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Badawï Trail, Syd Stelvio | Day 9 Jeddah to Taif – 524 KM

Badawï Trail, Syd Stelvio | Day 9 Jeddah to Taif – 524 KM

It’s a new roadbook kind of a day! A pivotal moment in any long rally and sometimes a turning point for any crews who have hit the wall, after all, once you change over to the second roadbook it’s all downhill right? Well, perhaps not and today, as we began at sea level alongside the Red Sea, it was more a case of what comes down must go up.

Way up as it happened, but that would come later. First, we had to escape Jeddah in amongst the rest of the city going about its daily business, with no care for what we were about, and why should they either? I must admit, there is always a certain amount of satisfaction being in amongst the daily grind as we head out on another day of adventure, a certain smugness as all those around are heading to their 9-to-5’s knowing that the day ahead for our little group is much more exciting.

The run out this morning was another long one, after all, we have a vast distance to cover before we hit our next border crossing as we cover the miles off in this country that is four times as large as France. For part of that journey at least we had the Red Sea to look upon, sapphire blue in the morning sun, dazzling and calm, the surface broken only by the fishermen as they cast lines into the cerulean water. A glance out of the other side of the car revealed quite a different story, as distant sandstorms covered the view of the horizon, a contrasting outlook if ever there was one.

The first competitive section of the day was a fast run across a sandy beach, although Weston Beach Races was not, it was an enjoyable way to stretch the legs after the long transit section, without too many opportunities to get lost. This was about as flat as it would get from here on in, as soon the road turned inland, and slowly but surely tall mountains began to reveal themselves in the distance and the tarmac began to climb and undulate as the topography steepened.

The first regularity took place not too far into the alpine climb and was a fairly gentle first act of two in our new surroundings, but there was already trouble for one of the front runners. Mike Dreelan’s Lagonda had developed gearbox problems, in first, second and third gear! Not the news you want when faced with a day of climbing, but despite this he nursed the big Lagonda to the finish of the day and will be continuing for the rest of the competition.

The roads between the two regs were seriously fun, and perhaps the first proper tarmac driving roads of the trip (although my memory has been affected by all of the alcohol-free beer I’ve been drinking), either way, the largely traffic-free sections of asphalt was a delight to drive and made a welcome departure from the miles of motorway that had taken us in and out of Jeddah. The sounds of the different engine notes bouncing off of the walls of the mountains must have been tremendous, and for any folk that were out and about, of which there didn’t seem to be many, it must have been a tremendous cacophony of noise.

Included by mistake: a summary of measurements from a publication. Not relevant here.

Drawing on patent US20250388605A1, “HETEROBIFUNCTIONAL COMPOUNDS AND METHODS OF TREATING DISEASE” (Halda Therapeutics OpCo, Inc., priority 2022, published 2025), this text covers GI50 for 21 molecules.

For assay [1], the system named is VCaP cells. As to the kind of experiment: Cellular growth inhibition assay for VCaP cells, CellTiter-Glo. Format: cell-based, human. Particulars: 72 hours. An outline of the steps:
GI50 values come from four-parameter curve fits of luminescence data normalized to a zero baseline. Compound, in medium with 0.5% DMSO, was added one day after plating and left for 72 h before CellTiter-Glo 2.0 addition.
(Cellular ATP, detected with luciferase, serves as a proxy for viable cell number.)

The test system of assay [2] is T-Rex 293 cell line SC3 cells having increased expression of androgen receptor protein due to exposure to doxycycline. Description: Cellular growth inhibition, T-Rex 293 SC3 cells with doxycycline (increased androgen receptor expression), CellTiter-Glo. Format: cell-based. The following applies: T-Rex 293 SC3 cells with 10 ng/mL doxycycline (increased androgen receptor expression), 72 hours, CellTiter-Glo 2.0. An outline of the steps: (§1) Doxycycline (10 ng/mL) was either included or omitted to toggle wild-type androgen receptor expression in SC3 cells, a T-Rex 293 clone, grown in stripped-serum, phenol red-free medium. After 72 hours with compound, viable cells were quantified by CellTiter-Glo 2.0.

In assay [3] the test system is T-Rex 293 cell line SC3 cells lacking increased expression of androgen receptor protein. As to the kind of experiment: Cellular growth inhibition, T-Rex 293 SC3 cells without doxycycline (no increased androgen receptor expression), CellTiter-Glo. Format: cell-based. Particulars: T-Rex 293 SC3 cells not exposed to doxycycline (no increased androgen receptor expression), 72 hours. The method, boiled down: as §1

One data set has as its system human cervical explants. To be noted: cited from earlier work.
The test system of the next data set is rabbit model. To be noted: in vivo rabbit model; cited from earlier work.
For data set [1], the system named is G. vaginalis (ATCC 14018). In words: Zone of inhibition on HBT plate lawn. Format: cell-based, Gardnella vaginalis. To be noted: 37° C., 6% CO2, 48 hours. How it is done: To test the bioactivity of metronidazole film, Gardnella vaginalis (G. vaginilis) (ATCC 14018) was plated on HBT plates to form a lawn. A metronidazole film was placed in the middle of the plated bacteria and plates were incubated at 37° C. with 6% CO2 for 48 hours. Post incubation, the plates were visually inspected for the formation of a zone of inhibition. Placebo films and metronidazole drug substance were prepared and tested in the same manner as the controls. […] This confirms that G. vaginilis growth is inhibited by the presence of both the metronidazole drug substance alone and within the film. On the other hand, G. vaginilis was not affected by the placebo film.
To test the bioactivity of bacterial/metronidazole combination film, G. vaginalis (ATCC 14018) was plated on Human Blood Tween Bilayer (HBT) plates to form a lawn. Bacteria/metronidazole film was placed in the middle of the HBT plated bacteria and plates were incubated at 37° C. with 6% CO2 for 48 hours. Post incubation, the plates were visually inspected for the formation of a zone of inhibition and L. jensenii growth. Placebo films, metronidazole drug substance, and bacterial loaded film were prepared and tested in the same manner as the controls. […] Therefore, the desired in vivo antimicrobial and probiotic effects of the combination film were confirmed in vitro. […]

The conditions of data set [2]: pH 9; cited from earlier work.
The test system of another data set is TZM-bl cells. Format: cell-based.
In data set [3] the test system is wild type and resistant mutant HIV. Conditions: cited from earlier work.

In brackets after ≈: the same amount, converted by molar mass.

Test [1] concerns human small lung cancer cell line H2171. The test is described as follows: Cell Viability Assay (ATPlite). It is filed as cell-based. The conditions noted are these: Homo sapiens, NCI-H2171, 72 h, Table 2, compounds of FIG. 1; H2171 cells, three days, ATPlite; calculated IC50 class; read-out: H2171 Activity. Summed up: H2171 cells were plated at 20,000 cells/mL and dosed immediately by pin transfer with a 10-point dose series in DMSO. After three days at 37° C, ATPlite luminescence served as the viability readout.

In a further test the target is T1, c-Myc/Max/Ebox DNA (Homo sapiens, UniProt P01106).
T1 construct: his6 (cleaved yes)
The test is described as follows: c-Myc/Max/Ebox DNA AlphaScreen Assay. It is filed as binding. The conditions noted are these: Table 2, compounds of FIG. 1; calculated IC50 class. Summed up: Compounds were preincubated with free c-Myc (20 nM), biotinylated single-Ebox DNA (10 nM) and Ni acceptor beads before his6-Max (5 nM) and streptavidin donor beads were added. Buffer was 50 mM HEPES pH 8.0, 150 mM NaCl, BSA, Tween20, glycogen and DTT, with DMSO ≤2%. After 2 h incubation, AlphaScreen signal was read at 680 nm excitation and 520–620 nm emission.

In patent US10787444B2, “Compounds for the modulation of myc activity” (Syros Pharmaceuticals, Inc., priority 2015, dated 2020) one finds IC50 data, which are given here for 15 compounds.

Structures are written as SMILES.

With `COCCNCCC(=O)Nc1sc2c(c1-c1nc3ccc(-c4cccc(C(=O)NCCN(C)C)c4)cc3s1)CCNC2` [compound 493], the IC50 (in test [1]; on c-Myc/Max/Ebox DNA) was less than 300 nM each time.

It wasn’t just the scenery that was changing, but the wildlife too. The camels were gone, being replaced by cows, which was a reassuring sight considering beef has been served at dinner and breakfast each day, but up until now, there was no sign of any bovine activity. There were also baboons running about the rocks, which caused a fair bit of excitement as they ran across the roads, screeching off back into their hiding places amongst the rocks.

The baboons tended to be found as we climbed higher, which is exactly what was to happen when the second regularity began. It was a ferociously steep hill climb, across a good long-distance that saw even the most torque-laden vehicles pushing themselves to the limit to maintain the correct speed. It wasn’t a tricky navigational exercise, like the previous day’s sections had been, but needed a careful eye on the trip and a skilful marriage of accelerator and gear selection. Acing the climb, and the day, were the crew in the number 28 Volvo, Alain Lejeune and Herve Collette, the French pairing cleaning the reg and picking up just 3 seconds of penalty across the entire day, the best of anybody.

Others having a good day were Rainer Wolf and Ilona Wolf, in the number 24 Mercedes Benz 230, amassing only 9 seconds of penalty, easily the best of those around them sitting as they are in the bottom half of the results table.

As the day drew on and the trip clicked off the miles the weather began to cool, a fact that was no doubt welcomed by everyone on the event, and there was even the odd storm cloud on the horizon as we drew closer to Taif. Upon arrival everyone seemed a little subdued, it seemed that everyone had hit the wall somewhat, competitors and crew. The wall is just a fact of life on an endurance event, and if there wasn’t a day in these rallies where the fatigue really hit then the route planners wouldn’t be doing their jobs properly! Everyone will no doubt be getting to bed early this evening, with an early start in the offing tomorrow on what is the longest day of the rally, a 931 km transit day to Riyadh across the vast central swath of the Kingdom. That is me included, so on that note, I will bid you goodnight.


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